Google is apparently testing a feature in its search results pages that allows users to see full-page previews of sites before they click through to them.
Patrick Altoft at BlogStorm spotted the test, providing the screenshot below and saying, "One of the fascinating things about this is that they are highlighting certain sections of the page in orange and expanding the text to provide a snippet of information. This shows that they have the technology to know exactly where a piece of text is on every single web page. The snippets highlighted are not always the same as the snippet in the search results."
Do you think this feature will make a good site design more critical? Share your thoughts.
It's worth noting, as Altoft points out, that not all previews display the full page, as some longer pages are cut off at the bottom.
While this may not be a widely released feature yet (and it's possible that it won't be), it's interesting to see just how much Google has changed the search experience this year, just from the desktop. In the Spring, Google rolled out the left panel navigation. More recently, they introduced Google Instant. Those are the major changes, though there have been other smaller ones sprinkled in among them.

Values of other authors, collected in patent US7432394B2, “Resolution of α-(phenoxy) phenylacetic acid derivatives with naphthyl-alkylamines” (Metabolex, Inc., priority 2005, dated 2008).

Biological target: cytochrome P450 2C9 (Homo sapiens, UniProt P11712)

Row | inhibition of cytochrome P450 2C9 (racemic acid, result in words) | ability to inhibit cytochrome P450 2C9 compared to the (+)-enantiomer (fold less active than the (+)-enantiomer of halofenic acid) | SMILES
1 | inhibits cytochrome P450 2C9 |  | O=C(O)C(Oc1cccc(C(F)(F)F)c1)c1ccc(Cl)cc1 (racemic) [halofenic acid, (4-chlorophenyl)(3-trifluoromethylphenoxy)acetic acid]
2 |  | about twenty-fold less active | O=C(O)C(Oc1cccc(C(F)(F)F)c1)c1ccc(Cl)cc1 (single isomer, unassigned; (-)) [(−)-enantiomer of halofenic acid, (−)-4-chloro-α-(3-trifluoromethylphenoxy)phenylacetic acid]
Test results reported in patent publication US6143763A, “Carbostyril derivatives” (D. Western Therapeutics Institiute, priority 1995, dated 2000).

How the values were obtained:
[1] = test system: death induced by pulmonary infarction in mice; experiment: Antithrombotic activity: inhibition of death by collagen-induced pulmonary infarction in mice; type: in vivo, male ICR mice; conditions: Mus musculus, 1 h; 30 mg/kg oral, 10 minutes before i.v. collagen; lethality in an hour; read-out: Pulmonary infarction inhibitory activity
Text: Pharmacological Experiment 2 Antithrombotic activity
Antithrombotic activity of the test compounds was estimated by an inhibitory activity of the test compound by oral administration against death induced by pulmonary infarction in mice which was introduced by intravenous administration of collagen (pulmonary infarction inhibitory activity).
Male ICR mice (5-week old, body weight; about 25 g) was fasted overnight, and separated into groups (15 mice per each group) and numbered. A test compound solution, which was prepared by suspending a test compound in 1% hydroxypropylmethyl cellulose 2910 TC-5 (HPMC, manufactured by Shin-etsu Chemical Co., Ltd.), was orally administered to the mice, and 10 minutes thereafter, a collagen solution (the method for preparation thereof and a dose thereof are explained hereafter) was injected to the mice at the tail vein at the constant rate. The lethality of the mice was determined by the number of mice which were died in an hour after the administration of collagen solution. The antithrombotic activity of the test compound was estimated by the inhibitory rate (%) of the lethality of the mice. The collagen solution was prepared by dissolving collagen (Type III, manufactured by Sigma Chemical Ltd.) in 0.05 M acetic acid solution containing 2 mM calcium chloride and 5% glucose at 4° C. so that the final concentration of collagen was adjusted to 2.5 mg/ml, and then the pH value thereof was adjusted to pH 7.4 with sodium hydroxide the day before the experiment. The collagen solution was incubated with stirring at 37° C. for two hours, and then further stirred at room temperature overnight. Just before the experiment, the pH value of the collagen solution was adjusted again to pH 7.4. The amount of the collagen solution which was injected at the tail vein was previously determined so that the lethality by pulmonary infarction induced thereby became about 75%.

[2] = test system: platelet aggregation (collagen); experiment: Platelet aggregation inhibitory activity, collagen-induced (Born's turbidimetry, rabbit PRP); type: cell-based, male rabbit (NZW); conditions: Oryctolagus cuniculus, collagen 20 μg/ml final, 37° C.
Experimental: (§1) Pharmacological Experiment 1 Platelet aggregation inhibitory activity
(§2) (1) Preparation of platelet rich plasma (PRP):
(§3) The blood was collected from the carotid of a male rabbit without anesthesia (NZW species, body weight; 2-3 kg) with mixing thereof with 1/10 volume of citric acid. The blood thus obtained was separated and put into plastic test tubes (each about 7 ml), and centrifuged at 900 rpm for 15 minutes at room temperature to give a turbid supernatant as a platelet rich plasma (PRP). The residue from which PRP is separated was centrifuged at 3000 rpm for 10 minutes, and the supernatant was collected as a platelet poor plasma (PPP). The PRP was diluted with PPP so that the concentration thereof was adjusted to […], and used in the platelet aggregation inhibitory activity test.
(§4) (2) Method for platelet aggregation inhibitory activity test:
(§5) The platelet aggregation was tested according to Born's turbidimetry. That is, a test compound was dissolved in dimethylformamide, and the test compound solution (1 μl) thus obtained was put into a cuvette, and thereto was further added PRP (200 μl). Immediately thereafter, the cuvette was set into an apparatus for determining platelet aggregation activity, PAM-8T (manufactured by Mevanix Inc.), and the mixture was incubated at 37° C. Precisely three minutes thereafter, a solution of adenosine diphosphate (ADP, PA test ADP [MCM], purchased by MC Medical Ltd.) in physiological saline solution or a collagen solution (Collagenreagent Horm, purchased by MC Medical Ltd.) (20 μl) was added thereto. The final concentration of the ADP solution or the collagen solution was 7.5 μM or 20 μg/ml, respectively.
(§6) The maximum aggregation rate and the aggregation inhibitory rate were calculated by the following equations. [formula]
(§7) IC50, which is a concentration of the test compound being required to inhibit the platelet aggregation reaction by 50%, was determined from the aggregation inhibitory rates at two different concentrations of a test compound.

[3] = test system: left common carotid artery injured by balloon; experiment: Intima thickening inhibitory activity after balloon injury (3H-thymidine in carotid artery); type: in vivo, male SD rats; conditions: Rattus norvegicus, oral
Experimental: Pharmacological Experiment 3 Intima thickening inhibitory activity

If the preview feature goes on to become a full-fledged feature, I'm going to have to consider that a major one. This could dramatically affect clickthroughs, for better or for worse. We'll really get to see how big a part web design plays in conversions at that point. It's conceivable that consumers will be drawn even more to well-known brands and familiar layouts.
Late last year, Google released a tool called Browser Size that shows you how others view your site. More specifically, it shows you the percentages of people that will see certain portions of your site without having to scroll. This shouldn't really have much affect on the full-page previews in SERPs, but it can come in handy for when the user clicks through.
We've reached out to Google for more information on the preview feature. We'll update when we get more info.
Update: Google gave us the classic response: "At any given time we are running between 50-200 search experiments. You can learn more on our blog."
Are you concerned about what the feature will do to your clickthroughs? Comment here.